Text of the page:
Abbreviated MR in Dense Breasts Has Lower Abnormal Interpretation Rates, High Cancer Detection

Subsequent rounds of abbreviated breast MRI (AB-MR) screening in patients who have dense breasts had lower abnormal interpretation rate (AIR) compared to baseline examinations, while maintaining high cancer detection rate (CDR), according to the American Journal of Roentgenology (AJR).

Pointing out that all cancers detected by subsequent-round examinations were early-stage node-negative cancers, “further investigations are warranted to optimize the screening interval,” noted first author Christine E. Edmonds, MD, from the Hospital of the University of Pennsylvania. “The findings support sequential AB-MR for supplemental screening in individuals with dense breasts.”

Edmonds et al.’s AJR accepted manuscript included patients with dense breasts, at otherwise average breast-cancer risk, who underwent AB-MR for supplemental screening between December 20, 2016 and May 10, 2023. After extracting clinical interpretations and results of recommended biopsies for AB-MR examinations from the EMR, the researchers compared baseline and subsequent-round AB-MR examinations.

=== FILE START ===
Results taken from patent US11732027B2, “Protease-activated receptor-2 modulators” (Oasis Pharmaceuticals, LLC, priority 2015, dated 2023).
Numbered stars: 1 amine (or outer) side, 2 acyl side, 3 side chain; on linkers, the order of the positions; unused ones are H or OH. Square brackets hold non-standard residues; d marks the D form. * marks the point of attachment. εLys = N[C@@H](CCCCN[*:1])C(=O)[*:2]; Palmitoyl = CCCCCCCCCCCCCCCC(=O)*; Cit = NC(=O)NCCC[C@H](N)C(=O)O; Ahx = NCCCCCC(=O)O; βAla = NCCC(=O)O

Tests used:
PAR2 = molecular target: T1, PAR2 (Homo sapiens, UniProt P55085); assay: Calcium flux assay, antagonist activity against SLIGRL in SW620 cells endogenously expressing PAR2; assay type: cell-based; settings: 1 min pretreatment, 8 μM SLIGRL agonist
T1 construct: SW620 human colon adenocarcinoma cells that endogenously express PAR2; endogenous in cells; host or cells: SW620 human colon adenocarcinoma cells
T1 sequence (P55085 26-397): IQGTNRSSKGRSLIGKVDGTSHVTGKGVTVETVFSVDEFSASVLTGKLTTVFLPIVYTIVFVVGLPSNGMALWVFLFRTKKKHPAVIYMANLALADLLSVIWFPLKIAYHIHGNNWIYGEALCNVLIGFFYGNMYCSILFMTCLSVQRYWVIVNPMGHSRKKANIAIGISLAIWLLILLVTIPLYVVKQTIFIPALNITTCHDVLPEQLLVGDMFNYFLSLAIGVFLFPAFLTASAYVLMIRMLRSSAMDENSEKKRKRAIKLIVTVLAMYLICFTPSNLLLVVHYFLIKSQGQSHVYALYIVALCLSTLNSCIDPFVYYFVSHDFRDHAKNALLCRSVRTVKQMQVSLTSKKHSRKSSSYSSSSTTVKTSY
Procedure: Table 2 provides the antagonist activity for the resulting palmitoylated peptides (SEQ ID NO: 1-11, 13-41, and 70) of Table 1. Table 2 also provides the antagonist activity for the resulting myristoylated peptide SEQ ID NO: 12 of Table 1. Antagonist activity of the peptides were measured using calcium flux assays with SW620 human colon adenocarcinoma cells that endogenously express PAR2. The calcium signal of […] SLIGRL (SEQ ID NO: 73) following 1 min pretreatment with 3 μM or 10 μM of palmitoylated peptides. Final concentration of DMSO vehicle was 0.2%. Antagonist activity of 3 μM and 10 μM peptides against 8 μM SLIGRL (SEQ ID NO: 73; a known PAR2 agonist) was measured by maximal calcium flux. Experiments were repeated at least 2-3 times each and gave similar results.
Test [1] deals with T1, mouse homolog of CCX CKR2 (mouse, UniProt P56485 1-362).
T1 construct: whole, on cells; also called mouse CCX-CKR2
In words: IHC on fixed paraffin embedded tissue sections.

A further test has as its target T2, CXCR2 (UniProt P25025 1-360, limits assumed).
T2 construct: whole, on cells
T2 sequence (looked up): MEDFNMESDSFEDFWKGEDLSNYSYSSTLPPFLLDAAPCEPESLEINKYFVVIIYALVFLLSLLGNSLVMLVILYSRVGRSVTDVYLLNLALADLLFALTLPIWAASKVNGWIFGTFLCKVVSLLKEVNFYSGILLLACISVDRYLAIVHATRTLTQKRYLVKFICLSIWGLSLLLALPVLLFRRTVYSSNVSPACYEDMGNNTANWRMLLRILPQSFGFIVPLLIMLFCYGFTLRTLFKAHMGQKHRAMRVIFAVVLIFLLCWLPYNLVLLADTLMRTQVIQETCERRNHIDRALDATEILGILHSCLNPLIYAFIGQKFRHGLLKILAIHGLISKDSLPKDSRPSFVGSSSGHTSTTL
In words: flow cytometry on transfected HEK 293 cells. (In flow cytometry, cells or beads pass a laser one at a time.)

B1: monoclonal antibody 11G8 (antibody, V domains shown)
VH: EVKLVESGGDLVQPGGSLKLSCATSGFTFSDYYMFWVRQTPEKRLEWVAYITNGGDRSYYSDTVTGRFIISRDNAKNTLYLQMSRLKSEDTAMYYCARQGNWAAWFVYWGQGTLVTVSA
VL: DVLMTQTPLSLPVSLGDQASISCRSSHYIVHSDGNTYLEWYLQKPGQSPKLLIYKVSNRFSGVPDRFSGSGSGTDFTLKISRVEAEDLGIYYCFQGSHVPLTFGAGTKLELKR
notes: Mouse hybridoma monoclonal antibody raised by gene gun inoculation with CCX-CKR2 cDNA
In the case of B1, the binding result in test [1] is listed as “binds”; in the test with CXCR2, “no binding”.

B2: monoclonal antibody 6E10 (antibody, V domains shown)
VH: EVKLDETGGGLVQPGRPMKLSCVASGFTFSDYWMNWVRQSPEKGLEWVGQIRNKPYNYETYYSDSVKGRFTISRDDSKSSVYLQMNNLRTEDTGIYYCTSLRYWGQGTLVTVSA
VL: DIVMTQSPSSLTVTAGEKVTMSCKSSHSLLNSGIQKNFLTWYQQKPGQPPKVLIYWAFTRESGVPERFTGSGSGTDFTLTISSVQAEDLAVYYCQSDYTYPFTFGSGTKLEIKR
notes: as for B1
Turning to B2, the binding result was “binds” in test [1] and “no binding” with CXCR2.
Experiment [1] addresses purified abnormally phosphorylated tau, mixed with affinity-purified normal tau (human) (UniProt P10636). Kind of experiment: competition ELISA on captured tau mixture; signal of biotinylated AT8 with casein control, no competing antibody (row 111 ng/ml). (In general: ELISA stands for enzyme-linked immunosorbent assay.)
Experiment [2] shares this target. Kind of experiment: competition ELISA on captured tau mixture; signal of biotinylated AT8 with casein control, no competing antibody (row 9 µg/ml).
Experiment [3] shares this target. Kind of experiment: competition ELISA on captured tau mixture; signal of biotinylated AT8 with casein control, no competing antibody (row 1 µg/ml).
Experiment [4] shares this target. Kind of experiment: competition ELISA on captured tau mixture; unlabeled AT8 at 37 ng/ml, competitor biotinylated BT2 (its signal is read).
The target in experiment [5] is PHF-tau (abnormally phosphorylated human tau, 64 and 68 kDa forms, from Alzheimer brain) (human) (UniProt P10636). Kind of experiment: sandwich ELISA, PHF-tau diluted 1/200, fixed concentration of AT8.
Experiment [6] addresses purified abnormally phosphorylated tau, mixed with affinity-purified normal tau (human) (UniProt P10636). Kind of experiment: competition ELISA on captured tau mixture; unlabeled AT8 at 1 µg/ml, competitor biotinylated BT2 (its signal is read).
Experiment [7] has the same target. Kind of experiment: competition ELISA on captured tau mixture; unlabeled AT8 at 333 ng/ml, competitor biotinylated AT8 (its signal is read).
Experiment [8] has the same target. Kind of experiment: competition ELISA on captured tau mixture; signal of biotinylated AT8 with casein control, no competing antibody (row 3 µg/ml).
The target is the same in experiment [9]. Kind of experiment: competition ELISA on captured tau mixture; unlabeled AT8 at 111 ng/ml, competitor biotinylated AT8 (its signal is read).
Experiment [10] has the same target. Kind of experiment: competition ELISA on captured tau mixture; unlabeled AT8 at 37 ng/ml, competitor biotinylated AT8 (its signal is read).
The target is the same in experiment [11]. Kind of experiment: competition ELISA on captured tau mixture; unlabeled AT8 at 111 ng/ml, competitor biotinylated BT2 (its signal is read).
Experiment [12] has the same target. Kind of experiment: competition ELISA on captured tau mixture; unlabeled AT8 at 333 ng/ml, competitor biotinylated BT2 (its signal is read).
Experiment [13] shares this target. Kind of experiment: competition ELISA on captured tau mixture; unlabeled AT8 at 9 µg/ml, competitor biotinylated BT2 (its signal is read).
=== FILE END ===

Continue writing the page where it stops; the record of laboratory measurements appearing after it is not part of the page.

Ultimately, in women with dense breasts, subsequent-round AB-MR for supplemental screening achieved lower AIR versus baseline rounds (7.8% vs. 17.4%, p <.001), while maintaining high CDR (12.1 vs. 18.9 per 1000, p =.37). All cancers diagnosed by subsequent round AB-MR were stage 0 or 1; had size of 0.3-1.2 cm; and exhibited node-negative status.

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